There is an unspoken taboo in our society: a taboo against trauma. We expect normalcy from ourselves and from each other, and when life does not cooperate, when accidents, separation, illness, old age and death intrude, we try to hide from them as much as we can.
If we do react, we hope it is short-lived and we try to keep it private. We value our routines and grow intolerant if grief intrudes.
Mourning, if it needs to exist at all, should show discretion, we think. We have lives to be lived, after all. Mourning is messy, unpredictable and unbecoming. We act as if we would be better off without it.
The problem is that this is totally unrealistic. Trauma happens to everyone. Who could be spared? By denying it, by soldiering on as if it is not happening, we further traumatize ourselves.
via The Taboo Against Trauma | Maria Shriver.
[Exploring Life] It is with a heavy heart that I find myself writing about this tragic loss; Andy Blackwell, a vibrant young man of twenty, suddenly and unexpectedly died in an accident. Andy is the son of one of our friends. Although I only had the pleasure meeting Andy on a few occasions, I was immediately impressed by his exuberance and love of life; his spirit was both unique and uncommon. Even though I did not know him as well as I would have liked, I feel compelled to write a tribute to the life Andy Blackwell… [Continue reading…]
There has been a great deal of talk about categorizing “Complicated Grief” as a mental disorder – even though it is not clearly defined. I wonder if this leads to the possibility of taking a pill for grief – an uncomfortable thought…
In an age when activities like compulsive shopping are viewed as disorders, the subject of grief is especially sensitive. Deeply bereaved people are often reluctant to talk about their sorrow, and when they do, they are insulted by the use of terms like disorder or addiction. Grief, after all, is noble — emblematic of the deep love between parents and children, spouses and even friends. Our sorrows, the poets tell us, make us human; would proper therapy have denied us Tennyson’s “In Memoriam”?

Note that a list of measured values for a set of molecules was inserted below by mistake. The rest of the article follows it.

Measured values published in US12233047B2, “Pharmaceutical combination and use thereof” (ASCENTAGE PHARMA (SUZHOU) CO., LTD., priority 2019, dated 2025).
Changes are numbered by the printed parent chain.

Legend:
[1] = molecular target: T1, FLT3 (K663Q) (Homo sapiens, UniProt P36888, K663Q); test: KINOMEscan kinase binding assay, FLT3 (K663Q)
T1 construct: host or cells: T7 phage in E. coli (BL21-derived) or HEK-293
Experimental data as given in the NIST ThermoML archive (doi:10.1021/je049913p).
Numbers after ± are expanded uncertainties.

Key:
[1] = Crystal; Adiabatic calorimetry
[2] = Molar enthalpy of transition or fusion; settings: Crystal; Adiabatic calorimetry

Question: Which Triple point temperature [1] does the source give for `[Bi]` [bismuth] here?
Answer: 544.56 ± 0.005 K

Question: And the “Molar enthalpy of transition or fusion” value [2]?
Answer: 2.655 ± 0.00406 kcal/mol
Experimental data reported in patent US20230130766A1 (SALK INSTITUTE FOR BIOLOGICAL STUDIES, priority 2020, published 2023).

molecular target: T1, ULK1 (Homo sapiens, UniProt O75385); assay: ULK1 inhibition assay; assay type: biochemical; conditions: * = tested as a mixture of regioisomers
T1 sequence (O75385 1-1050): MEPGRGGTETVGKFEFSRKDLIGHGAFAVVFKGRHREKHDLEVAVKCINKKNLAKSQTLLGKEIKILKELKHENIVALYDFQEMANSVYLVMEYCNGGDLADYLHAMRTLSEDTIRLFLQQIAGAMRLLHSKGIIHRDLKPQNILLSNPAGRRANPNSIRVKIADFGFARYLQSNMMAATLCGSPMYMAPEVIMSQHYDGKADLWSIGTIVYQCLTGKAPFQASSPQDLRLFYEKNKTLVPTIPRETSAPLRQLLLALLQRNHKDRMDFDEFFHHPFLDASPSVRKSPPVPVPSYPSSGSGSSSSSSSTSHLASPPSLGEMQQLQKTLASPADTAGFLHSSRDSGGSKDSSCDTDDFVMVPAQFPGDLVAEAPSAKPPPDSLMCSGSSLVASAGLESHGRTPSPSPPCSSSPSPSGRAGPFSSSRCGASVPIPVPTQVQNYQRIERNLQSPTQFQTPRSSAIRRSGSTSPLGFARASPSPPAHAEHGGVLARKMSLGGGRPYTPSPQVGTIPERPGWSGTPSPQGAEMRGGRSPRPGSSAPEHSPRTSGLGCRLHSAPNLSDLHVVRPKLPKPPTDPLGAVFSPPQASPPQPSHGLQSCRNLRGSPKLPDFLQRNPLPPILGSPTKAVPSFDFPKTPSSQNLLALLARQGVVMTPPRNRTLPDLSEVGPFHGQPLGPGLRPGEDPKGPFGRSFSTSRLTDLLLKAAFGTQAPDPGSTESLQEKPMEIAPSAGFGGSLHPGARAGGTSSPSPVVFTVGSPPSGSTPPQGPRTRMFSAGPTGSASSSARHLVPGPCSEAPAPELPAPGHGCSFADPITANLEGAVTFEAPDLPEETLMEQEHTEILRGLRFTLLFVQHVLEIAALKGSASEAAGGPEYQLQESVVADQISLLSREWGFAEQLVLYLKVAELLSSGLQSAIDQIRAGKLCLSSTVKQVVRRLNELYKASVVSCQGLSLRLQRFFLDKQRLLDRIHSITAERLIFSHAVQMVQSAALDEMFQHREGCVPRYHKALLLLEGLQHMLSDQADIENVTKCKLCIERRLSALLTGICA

Diagnosing a deeper form of grief, however, is not about taking away anyone’s sorrow. “We don’t get rid of suffering in our treatment,” Dr. Shear said. “We just help people come to terms with it more quickly.”
via After a Death, an Extreme Form of Grieving – NYTimes.com.
Spiritual Landscape of Aging: Dark Night of the Soul – 2
[Exploring Life] Dark Night fo the Soul-1 explored the basic nature of the spiritual phenomenon referred to as a dark night of the soul. Our soul does not always offer us comfort; at time our it will surround our sense of being with a profound, life-changing call to attention. It is perfectly normal for us to feel the mysterious inner working of the soul, pleasant or painful; sometimes it will lift us out of our somnambulism and demand our absolute attention. A dark night of the soul is a period of time in our life of intensive authentic artistry that transforms the nature of our spirituality, presence, priorities, beliefs, and direction in life.
via Spiritual Landscape of Aging: Dark Night of the Soul – 2.
An important insight, which unfortunately often goes unnoticed:
I’m sure most of us know of people whose parents have been ill and ‘at death’s door’ for a very long time and when we hear the news of their eventual deaths, it comes as no great surprise. Often, the wonder is, How could they have lasted so long?
When that person is YOUR mother or father, however old, their dying is a shock. In fact, I would say that the oftener an elderly parent has diced with death and survived, the more it can seem like they are invincible.
via The Shock of Losing an Elderly Parent | Social Bridge.
The Nature of Grief
[Exploring Life] The death of a loved one transfigures the ways in which we create a sense of meaning and purpose in life. In the aftermath of a significant loss, we suddenly find ourselves in a painful and unfamiliar emotional terrain; every breath we take is imbued with the felt-meaning of grief and bereavement. The profound sadness that surrounds our sensibilities shakes us out of the security and comfort of our daily routines. When we grieve the loss of a loved one, we begin a journey that is both sacred and deeply transformative.
via The Nature of Grief.